Television and Commercialism


Television is populated with images which are superficial and lack depth.
Programs look more like ads and ads look more like programs. All this leads to
a close circle of consumerism. The three excerpts relate to these unifying
ideas thus the validity of their argument.
"Surface is all; what you see is what you get. These images are proud
of their standing as images. They suggest that the highest destiny of our time
is to become cleansed of depth and specificity altogether." (1). We live in a
world populated by images. Children\'s television has concocted small, preset
groups of images such as rainbows for happiness, red hearts for warmth, unicorns
for magical regeneration, and blondness to indicate superiority ( 2). Images
are just that—images which keep the viewer on a superficial level. For instance,
in the program Sailor Moon, little girls are kept on a level of clothes and
being cute for boys. This is a very unrealistic outlook and short circuits any
thoughts of importance in their lives. Barbie, the Mattel doll, also portrays a
false image. With her petite, fragile figure, large bust, tiny waist, long legs,
big eyes, and vast career ranging from a lifeguard to a doctor, Barbie wins the
hearts of many innocent little girls who become subjected to her unrealistic
image.
Most often in television there is no depth beyond the surface, what you
see is what you get. This is very prominent in children\' s television, where
without the special effects in action- adventure shows, all that is left are
shows that lack enthusiasm. For example, many children\'s programs are alike.
They often involve very innocent, sweet, high-voiced creatures that live in
happy land. They are threatened by bad people who capture one of the happy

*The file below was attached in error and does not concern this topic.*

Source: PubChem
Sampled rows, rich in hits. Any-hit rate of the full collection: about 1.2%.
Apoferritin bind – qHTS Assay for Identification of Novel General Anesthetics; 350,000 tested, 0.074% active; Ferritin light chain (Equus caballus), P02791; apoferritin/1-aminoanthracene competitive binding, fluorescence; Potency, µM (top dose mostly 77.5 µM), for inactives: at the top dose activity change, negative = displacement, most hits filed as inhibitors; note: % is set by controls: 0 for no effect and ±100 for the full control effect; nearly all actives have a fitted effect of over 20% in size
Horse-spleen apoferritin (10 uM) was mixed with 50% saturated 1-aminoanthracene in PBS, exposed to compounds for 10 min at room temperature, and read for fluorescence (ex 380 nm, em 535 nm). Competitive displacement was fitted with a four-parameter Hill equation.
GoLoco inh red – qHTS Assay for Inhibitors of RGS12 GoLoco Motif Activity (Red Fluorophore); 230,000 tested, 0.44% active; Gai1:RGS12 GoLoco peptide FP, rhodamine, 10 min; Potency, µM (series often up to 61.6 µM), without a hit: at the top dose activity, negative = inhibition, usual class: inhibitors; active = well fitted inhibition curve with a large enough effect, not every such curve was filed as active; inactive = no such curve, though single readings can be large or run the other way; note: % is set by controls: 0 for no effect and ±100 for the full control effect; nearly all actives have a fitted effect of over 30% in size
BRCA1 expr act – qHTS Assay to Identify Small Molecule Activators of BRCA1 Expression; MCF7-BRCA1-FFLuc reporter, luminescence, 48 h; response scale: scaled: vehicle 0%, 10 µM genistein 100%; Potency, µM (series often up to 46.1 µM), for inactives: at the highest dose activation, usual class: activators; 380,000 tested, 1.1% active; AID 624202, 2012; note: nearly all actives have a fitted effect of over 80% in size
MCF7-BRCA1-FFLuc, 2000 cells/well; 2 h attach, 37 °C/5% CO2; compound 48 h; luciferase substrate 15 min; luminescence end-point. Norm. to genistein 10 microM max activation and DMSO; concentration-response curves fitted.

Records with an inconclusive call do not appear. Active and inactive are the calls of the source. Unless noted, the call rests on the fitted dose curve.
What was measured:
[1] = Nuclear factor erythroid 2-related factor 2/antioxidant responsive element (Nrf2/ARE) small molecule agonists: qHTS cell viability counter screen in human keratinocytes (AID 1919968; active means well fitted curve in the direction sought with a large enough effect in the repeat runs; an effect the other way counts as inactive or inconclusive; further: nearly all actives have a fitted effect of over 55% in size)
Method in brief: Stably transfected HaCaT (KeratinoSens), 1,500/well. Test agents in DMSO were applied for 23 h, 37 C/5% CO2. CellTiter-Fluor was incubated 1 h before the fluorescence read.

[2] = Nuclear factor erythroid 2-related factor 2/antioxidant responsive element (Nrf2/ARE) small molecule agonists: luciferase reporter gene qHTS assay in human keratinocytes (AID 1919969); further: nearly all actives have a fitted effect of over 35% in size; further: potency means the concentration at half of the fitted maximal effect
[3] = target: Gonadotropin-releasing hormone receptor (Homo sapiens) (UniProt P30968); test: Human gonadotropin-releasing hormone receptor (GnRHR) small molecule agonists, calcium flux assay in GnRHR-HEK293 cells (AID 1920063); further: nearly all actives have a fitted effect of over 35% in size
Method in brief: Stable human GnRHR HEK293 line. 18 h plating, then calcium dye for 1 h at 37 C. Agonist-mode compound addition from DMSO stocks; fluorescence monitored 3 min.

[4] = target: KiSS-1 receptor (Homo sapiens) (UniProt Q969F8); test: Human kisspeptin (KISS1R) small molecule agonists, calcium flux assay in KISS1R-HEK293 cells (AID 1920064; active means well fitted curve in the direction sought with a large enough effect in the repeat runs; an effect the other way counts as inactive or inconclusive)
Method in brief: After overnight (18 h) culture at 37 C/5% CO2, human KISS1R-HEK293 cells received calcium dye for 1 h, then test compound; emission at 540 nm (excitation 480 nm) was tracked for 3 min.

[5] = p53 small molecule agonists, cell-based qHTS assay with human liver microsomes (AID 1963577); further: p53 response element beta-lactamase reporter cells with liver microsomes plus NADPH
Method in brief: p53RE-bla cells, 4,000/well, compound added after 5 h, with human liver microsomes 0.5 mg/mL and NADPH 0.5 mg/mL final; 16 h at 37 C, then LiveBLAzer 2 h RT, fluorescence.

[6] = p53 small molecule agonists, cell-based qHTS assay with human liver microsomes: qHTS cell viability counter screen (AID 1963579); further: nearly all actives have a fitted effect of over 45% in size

creatures. However they are rescued on the end and everyone lives happily ever
after. In response the viewer experiences the emotion of feeling "happy."
These programs allow for a quick emotional response but no deep response that
permits you to go past the surface.
However, television allow us to see further at times such as a program
about black Americans discovering their roots. Yet shows like this are far and
few between. Most of the time, we only see what\'s on the surface which focuses
on what society already knows or what they (writers) think we need or want to
know (3).
"Television, with all its highly touted diversity, seems to becoming
more of a piece, more a set of permutations of a single cultural constant:
television, our debased currency." (4). TV looks like TV and when you look at
it deeper it takes you back to itself, this is referred to as homogeneity. "But
even as television becomes television—plus, it remains the national dream
factory, bulletin board, fun house mirror for distorted images of our national
desires and fears...And yet non of the metaphors seems quite right, because
finally television is not quite anything else. It is just—television." (5).
Ads are becoming to look more like programs with the use of narrative
strategies called "mini- narratives." This strategy is used in a particular
Pepsi commercial which models the TV show Miami Vice. It features Don Johnson
and the music of Glenn Fry. It is almost as if the commercial is a three minute
episode of the show. Similarly programs are beginning to look like ads. When
Price Adam pulls out his sword in the show He-Man, he is encircled with lively,
lightning flashes as he shouts in a deep, echoing, voice, "By the power of
Grayskull... I have the power!" He then transforms into He-Man . This appears
to be a commercial for the He-Man action figure and sword of power. There is a
history behind program—length commercial. A cartoon Hot Wheels , which is also
the name of a line of cars made by Mattel, was aired on ABC in 1969. One of
Mattel\'s competitors, Topper, filed a complaint with the Federal Communications
Commission (FCC) stating that the show was a thirty- minute commercial. The FCC
agreed stating that during the program, Mattel was receiving a commercial
promotion for its product beyond the allowed time for commercial advertising.
(6).
Both ads and children\'s television generally have minimal plots which
contribute to the lack of depth . In kids TV there is more focus on visual and
sound effects, pyrotechnics and a recognizable theme song. "Plots repeat each
other from one show to another, no matter who produces them. Whether aimed at
little girls and syrupy sweet, or at little boys and filled with "action"
sequences in which the forces of Good triumph, however provisionally, over the
forces of